Brand marketers may be making strong progress in achieving gender balance among CMOs, but there’s still much work to do when it comes to attaining ethnic diversity.
Only 13 percent of CMOs and CMO equivalents are people of color, according to the ANA’s inaugural CMO “scorecard” that it released in March.But what about the rest of the team?
Beyond CMOs, “One thing missing from the brand strategy process in many companies today is diversity of [overall] talent. Not just diversity in race and gender but also diversity in experience, background, vocation and even age,” Warren Moss, CEO of Demographica says.
Maynard Webb, a white male who admits that he is “hardly an expert in diversity,” questioned why every new hire was white, young and male while visiting one of his firm’s portfolio companies for its first board meeting. He wasn’t happy with the response and took his questions a step further to consult professionals on the topic. What he came away with was a list of clear steps to incorporate into the hiring process to build a more diverse team, he wrote on Linkedin.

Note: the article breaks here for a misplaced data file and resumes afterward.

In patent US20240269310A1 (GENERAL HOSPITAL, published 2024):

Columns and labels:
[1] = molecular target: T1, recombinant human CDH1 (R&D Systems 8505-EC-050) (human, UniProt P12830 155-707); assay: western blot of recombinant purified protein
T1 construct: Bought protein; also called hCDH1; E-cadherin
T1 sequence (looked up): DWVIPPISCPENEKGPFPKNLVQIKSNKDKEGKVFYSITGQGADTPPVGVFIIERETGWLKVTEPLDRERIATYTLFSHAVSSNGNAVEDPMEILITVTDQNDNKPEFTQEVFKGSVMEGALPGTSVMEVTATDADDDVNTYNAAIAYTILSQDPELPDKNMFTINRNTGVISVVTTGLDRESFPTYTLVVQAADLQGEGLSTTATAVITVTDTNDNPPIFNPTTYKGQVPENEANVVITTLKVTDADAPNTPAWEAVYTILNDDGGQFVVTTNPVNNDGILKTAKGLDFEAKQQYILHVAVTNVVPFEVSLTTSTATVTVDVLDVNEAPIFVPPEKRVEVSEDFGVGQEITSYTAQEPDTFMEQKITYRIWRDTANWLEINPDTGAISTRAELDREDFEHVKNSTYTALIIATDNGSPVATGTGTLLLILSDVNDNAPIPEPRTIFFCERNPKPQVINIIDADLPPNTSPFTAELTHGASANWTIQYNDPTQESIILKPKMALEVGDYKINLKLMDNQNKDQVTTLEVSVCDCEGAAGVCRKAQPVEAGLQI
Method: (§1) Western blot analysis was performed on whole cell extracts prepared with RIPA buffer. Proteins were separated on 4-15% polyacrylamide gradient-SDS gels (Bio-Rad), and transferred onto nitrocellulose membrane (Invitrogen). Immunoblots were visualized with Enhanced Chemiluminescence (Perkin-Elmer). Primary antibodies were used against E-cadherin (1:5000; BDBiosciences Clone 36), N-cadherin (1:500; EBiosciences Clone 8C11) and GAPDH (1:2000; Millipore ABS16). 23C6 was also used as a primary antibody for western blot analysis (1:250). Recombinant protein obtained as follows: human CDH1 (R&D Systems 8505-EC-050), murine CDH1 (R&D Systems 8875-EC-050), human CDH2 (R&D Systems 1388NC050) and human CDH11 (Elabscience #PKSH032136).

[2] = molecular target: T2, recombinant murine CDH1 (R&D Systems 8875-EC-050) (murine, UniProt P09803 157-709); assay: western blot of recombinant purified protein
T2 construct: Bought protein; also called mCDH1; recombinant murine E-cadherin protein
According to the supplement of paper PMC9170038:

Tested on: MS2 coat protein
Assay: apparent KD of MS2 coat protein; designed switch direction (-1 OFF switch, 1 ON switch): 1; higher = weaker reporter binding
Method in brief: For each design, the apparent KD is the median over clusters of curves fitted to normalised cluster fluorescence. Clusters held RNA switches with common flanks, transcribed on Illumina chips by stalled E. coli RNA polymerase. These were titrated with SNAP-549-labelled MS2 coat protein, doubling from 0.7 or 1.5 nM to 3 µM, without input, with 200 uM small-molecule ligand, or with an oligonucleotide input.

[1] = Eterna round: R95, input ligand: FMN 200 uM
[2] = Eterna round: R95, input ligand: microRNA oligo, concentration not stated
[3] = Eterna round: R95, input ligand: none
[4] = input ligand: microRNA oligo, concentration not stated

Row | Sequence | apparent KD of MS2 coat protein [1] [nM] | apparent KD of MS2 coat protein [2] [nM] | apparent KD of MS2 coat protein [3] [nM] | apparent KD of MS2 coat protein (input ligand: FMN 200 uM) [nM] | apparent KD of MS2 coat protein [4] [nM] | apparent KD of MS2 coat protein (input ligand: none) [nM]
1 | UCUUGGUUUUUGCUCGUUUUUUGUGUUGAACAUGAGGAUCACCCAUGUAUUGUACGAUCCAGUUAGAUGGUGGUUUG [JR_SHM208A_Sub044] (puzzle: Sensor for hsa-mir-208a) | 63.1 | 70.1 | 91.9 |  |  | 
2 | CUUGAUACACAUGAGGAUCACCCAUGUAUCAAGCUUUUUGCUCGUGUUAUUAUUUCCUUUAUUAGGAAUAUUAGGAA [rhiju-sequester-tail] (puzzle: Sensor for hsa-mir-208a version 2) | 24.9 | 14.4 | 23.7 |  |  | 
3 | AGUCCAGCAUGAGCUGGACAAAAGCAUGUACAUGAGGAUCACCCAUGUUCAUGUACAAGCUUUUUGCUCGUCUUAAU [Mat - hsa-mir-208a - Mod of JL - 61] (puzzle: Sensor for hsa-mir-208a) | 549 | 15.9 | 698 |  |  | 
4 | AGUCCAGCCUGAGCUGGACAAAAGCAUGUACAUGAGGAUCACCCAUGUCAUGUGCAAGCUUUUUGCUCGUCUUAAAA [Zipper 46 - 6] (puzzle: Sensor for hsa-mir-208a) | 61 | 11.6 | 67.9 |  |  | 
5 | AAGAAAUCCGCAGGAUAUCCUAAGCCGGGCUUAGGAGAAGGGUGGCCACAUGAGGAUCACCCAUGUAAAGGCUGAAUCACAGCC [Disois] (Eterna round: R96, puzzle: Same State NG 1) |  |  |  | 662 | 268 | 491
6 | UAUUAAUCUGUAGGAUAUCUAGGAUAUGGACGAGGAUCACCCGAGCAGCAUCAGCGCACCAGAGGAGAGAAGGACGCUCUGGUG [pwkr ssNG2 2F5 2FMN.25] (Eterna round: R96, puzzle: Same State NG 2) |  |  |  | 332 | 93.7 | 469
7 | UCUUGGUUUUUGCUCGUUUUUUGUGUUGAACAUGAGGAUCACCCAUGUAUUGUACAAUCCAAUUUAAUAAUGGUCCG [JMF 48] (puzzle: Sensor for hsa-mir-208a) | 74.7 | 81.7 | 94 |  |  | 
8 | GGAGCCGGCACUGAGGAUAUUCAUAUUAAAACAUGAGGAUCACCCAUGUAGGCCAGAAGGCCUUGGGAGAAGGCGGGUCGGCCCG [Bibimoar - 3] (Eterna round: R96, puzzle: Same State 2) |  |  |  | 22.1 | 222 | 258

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Here’s a sampling of the nine steps:
• Don’t hire based on “fit” you’ll only end up with people like you.
• Think beyond the current job postings to how each hire adds to the overall diversity of the overall employee base.
• Set hiring criteria before you interview candidates
• Make sure job specs are written for all genders and ethnic groups, not just men.
• Stray from the normal hiring channels. “One of the founders I know posted job opportunities in daycare centers as a way to target people who had a lot to offer as well as to demonstrate she understood their circumstances and that she could accommodate them,” Webb wrote.
• Your interview team should be as diverse as your company goals. “Experts say, one of the biggest deciding factors on whether a female candidate accepts a job is if there was a woman on the interview panel,” he said.
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